The Memory of Blood by Christopher Fowler
In a novel set, in part, among theatricals, it’s appropriate to reflect on the world of the Green Room where those not actually on stage, have the chance to talk to each other. Many of these conversation are wonderfully catty with all kinds of nicely malicious asides and observations. People who live in each other’s emotional pockets know where all the bodies are buried and are not afraid to exhume them. In the open chapters of The Memory of Blood by Christopher Fowler (Random House, 2012), the ninth in the Bryant & May series and one of the so-called Peculiar Crimes Unit Mysteries, we have some hilarious moments. There’s a delightful eavesdropping quality about them. Indeed, I suspect many of the one-liners are real, meticulously collected by our author at smart pubs, clubs and restaurants around London.
Howsoever they come to be here, the result is a pleasingly refreshing way of introducing our cast of investigators and those who may, with the exception of the victims, properly be considered suspects. Although, of course, the fact this pair of detectives are involved doesn’t mean the actual cast of suspects will be artificially limited. After all, when you find Mr Punch in a heap on the floor in a locked room, you naturally assume he’s just thrown the baby out of the window, shouting, “That’s the way to do it!” True to form, you’d find Punch’s wooden hands fit the bruises on the baby’s neck. Then an independent witness comes forward. She’s German and therefore has no sense of humour. She’s also blessed with artistic talents and draws Punch’s face as the dwarf who opened the window in the flat opposite and threw out the baby. Naturally, we must now consider the case solved. It’s an application of the rule derived from one of the first cases involving a false report of crime. A man rushed into a police station and alleged that, every morning when he looked in the mirror, he found cuts on his face — evidence someone was trying to kill him as he slept. It turned out, while still half-asleep, he was using a blunt razor to shave. His name was Occam. All doubt as to Punch’s guilt is dispelled when Jack Ketch, Punch’s hangman, is found next to a suspended body. It must be supernatural with golems and demonic possession of dolls like Chucky in the frame as the killers. Or perhaps the dolls are automata or radio-controlled killing machines.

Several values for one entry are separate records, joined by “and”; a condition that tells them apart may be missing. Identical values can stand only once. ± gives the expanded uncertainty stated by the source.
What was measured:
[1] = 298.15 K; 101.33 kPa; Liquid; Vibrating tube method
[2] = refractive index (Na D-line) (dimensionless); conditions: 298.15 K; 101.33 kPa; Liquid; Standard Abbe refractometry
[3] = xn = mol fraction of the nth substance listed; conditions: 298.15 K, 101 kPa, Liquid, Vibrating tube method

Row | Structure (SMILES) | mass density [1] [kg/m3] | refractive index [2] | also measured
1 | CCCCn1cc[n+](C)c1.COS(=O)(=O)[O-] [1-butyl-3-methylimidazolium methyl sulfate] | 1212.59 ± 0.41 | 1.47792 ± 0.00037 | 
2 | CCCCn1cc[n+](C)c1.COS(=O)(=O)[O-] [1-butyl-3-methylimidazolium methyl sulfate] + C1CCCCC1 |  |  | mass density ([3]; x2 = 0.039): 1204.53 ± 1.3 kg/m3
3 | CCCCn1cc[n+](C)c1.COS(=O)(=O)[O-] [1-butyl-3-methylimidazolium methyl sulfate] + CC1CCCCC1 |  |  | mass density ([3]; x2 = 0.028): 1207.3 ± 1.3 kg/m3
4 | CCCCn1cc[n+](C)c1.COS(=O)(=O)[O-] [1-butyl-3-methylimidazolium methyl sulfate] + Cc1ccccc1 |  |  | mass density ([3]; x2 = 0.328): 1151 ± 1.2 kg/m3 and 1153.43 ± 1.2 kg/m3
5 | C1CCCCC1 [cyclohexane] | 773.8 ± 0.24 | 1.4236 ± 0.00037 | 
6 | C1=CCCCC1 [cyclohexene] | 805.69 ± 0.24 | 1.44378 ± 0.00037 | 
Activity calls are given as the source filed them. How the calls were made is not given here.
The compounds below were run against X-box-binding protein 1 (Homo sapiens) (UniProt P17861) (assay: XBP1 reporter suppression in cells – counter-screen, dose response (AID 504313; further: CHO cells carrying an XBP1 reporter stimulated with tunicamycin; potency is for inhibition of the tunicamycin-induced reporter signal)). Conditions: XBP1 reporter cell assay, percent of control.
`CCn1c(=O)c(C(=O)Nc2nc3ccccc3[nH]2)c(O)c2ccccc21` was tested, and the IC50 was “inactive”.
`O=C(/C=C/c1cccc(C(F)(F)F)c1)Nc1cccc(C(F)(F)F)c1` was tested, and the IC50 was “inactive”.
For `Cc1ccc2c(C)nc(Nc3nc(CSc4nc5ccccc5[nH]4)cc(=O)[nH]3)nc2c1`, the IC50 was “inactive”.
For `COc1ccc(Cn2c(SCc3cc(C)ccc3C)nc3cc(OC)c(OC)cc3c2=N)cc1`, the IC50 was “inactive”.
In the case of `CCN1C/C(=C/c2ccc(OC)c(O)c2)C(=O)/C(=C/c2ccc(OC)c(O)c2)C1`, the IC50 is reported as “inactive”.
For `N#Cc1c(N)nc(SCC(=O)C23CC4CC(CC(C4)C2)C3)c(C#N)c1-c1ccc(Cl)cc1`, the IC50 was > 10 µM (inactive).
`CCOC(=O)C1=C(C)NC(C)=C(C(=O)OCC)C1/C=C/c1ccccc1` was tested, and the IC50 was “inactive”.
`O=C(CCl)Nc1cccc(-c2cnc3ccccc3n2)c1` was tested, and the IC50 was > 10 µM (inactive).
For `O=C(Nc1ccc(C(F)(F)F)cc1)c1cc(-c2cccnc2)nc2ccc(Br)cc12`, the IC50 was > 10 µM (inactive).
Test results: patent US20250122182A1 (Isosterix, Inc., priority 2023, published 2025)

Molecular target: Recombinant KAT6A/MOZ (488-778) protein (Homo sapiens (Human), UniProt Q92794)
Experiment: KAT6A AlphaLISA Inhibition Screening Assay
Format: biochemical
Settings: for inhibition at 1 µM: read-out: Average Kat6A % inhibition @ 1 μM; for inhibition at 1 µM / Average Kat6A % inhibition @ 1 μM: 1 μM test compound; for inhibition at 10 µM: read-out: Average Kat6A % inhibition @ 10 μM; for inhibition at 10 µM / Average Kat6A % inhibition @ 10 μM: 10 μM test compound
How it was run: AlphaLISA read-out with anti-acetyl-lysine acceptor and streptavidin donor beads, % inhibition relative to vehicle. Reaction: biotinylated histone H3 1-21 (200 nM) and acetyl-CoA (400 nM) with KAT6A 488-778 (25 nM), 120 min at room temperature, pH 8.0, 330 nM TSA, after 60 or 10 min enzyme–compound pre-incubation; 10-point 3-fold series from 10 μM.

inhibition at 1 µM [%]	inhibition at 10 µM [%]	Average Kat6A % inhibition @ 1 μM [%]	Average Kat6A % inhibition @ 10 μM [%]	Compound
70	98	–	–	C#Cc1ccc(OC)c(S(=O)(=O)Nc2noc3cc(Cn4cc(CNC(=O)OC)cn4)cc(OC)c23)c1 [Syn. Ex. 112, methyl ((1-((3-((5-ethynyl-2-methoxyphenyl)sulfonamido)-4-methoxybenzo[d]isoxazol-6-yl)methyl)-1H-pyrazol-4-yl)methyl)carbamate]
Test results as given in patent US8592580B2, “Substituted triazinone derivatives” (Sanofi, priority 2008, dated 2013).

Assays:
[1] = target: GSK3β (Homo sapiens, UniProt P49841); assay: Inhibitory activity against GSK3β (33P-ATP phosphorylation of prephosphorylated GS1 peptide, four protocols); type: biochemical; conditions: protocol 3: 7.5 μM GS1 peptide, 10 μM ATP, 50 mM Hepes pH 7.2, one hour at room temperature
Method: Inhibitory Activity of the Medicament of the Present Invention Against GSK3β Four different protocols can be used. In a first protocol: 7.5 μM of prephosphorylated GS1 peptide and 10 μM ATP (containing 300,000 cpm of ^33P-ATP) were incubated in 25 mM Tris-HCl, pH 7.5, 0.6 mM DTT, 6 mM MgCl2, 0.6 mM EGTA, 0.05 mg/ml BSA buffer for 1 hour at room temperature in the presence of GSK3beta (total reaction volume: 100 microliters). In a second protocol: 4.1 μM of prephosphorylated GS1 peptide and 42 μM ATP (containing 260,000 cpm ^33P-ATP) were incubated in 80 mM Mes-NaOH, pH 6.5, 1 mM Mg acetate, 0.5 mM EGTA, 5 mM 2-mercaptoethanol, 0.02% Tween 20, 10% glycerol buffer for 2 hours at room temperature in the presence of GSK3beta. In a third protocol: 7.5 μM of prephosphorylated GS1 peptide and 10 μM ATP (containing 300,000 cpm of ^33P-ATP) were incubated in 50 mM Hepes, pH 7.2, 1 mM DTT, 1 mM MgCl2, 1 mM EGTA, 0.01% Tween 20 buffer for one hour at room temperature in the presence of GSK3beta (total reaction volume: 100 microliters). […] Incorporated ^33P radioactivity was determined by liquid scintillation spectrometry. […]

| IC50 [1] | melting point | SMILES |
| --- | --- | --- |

Far more interesting is the death of Anna Marquand, the woman researcher and ghost writer who’s been working on Bryant’s biography. It seems an unlikely coincidence she should die immediately after talking to her celebrity author. Then, after taking a swim to clear her head of irrelevant details, DS Janice Longbright confirms a theft of the manuscript was the motive for what was probably murder. Feeling the need to follow the trail to the end, she takes the lead in the investigation only to find herself in ever deeper waters and in need of a paddle. It’s a shame Bryant and May are so preoccupied with Punch and Judy, although which one gets to date Punch is not disclosed.
In the primary case, the Devil is in the detail although, this particular devil is more chaotic in nature and called Punch. Christopher Fowler is completely fascinating on the meaning of Punch, the Victorian preoccupation with automata and the tradition of Grand Guignol. For example, did you know George Cruikshank illustrated a Punch and Judy book? Well, neither did I nor, until it was pointed out, did I understand why I needed to know George’s secret life with ink and pen. This characterises this novel as jam-packed with esoteric pieces of information. Individually, this data may appear completely irrelevant but, in a world where outside-the-box thinking requires connections to be made between facts in defiance of conventional rules, we arrive at a perfectly logical explanation for everything, plus an ingenious way of getting the suspect to confess. Bryant and May are on top form with admirable back-up from everyone else in the team.
The Memory of Blood is an intoxicating ride. Not, you understand, that there’s any need to consume copious amounts of alcohol to maximise enjoyment. Christopher Fowler has produced a champagne mystery where merely opening the covers and breathing in the first bubbles leads to instant bliss. This is supremely enjoyable and should be uncorked and consumed with the minimum of delay. And, as a final thought, never underestimate the power of a garden gnome in the hands of a helpless old woman.
For a review of another book by Christopher Fowler, see Plastic.
A copy of this book was sent to me for review.